It's certainly disturbing--and heartbreaking--to hear the stories of loss and suffering that go hand in hand with acts of terrorism. As global citizens, it's hard not to feel personally affected by these types of attacks, even when they're occurring far from home, on foreign soil. For many, it's equally as difficult to avoid falling victim to the cycle of fear that is created when terrorism strikes. In fact, creating fear is the primary goal of most terrorist organizations--hence the name.
That said, it's natural to experience feelings of sadness and fear when we hear about these events. But is it right to let these terrorists and criminals make our decisions for us? To let them determine if we live the life of our dreams or not? Perhaps even more importantly, is it right to let them keep us from becoming more worldly, open-minded, empathetic citizens?
Additionally, that innate fear of "otherness" is diminished little by little, as we slowly learn that the world is not as dangerous as some would like us to believe. Essentially, travel creates an effect that is the polar opposite of terrorism. Travel weakens fear and strengthens compassion; terrorism does the opposite.
Consider this: the entire world was heartbroken when Paris was attacked, and again when Brussels was attacked. But why did so many people from around the globe care so deeply about these cities? Travel. Travel unites us and makes the world feel smaller, so even though these attacks were far from home, it didn't feel that way.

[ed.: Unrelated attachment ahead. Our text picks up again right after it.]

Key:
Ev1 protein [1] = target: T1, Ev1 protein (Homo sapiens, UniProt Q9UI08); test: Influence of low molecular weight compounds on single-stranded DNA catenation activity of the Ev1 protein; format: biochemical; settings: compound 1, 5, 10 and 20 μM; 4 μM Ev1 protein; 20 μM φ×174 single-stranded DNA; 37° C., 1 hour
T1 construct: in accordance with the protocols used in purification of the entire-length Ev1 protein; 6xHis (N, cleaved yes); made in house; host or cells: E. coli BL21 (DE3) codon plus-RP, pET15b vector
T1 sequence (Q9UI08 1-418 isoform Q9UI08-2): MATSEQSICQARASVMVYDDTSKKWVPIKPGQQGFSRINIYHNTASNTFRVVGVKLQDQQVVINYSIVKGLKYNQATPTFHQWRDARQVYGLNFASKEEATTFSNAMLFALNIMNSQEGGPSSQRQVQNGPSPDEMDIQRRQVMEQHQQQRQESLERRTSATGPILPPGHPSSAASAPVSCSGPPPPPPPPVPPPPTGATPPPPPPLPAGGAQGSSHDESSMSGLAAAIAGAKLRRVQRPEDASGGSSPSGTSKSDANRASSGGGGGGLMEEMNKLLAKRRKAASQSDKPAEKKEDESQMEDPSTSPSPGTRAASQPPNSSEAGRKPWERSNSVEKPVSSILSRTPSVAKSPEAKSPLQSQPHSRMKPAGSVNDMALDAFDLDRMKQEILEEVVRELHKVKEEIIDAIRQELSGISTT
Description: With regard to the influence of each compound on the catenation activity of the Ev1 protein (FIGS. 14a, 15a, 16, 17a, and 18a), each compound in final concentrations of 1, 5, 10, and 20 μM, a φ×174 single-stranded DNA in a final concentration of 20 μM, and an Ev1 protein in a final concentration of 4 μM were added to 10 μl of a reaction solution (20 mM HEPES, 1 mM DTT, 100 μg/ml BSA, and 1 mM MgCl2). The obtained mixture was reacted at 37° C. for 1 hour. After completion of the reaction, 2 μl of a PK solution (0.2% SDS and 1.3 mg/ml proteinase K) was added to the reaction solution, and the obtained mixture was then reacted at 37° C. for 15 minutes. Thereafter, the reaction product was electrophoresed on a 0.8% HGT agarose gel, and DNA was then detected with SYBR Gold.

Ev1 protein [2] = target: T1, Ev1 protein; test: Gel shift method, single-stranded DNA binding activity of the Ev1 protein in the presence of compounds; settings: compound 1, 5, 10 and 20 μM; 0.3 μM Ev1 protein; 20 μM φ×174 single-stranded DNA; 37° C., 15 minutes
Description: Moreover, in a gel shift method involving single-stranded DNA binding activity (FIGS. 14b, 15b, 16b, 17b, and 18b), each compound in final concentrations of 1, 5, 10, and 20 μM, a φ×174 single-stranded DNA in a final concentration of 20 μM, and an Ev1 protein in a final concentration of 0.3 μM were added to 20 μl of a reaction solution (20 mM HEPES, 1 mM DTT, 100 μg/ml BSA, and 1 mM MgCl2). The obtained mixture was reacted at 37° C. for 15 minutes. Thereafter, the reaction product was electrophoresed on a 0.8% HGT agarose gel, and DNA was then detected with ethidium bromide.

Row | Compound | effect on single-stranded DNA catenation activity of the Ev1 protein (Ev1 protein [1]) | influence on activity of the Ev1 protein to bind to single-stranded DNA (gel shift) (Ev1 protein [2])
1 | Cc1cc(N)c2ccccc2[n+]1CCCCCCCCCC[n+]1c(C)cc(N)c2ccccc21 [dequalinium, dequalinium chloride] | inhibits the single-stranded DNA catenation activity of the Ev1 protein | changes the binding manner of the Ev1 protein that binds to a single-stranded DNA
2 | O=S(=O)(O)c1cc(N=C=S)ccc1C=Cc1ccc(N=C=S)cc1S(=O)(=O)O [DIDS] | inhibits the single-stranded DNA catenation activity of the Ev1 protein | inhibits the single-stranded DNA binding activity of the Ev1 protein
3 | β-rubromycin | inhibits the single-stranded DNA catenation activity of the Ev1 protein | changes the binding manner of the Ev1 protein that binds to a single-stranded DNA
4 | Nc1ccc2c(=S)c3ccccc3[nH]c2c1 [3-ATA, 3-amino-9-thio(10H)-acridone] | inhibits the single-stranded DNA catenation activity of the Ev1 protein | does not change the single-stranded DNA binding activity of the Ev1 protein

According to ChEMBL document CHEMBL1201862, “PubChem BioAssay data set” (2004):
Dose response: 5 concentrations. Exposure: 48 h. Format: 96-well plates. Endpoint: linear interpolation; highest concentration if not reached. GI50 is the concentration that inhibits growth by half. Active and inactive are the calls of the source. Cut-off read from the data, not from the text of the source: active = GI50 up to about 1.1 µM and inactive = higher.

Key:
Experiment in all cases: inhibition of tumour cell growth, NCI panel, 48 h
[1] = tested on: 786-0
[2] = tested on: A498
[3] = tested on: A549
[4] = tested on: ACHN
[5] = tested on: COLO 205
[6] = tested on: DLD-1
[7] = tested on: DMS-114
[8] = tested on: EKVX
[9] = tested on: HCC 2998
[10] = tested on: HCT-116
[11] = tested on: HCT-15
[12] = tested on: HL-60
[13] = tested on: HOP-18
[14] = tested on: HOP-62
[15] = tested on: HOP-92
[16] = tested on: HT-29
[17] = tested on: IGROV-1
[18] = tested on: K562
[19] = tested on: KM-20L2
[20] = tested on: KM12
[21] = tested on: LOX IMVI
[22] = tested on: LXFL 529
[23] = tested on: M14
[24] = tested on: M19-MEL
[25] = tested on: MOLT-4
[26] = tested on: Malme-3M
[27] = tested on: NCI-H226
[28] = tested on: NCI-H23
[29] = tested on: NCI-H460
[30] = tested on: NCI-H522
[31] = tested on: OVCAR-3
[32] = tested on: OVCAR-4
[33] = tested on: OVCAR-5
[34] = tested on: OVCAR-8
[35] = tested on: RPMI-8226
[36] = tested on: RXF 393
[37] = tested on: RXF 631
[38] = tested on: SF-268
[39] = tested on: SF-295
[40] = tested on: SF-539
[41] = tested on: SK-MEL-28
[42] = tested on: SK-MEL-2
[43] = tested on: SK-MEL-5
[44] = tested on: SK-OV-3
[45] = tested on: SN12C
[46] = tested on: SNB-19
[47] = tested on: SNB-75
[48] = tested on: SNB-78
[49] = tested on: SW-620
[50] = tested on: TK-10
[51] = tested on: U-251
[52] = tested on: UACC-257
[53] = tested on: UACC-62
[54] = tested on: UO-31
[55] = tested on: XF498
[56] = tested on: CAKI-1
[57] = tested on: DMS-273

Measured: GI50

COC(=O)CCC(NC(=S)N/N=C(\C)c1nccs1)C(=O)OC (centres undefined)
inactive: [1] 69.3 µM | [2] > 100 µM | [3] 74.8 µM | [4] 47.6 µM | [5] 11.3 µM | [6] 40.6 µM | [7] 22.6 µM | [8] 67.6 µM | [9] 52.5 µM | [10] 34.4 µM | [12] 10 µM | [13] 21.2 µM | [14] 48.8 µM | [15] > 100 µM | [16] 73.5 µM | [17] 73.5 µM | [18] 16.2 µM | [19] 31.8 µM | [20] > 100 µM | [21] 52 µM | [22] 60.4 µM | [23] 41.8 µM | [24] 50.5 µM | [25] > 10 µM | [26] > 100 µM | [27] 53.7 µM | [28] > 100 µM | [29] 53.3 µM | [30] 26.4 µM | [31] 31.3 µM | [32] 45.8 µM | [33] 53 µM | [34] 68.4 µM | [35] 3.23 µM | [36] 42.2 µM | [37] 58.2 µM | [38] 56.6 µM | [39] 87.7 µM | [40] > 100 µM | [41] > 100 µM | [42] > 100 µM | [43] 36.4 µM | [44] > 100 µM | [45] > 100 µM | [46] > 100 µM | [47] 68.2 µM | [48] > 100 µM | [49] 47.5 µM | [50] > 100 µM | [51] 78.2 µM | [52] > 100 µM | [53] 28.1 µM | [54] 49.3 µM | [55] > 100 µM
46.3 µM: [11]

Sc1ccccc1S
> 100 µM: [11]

The fact of the matter is this: as tragic as these attacks certainly are, they are not a sign that the world is an inherently dangerous place. Yes, there are bad people out there who want to make it look that way; but bad people exist everywhere, including right here at home. Terrorism is particularly frightening because it's out of our control, it's unpredictable, and it's highly publicized. But it's not an accurate representation of the world we live in.
As for us? We have no plans to stop traveling--now, or anytime in the future. We will continue to break down boundaries, learn about other cultures, and refuse to let fear hold us back from our dreams. How about you?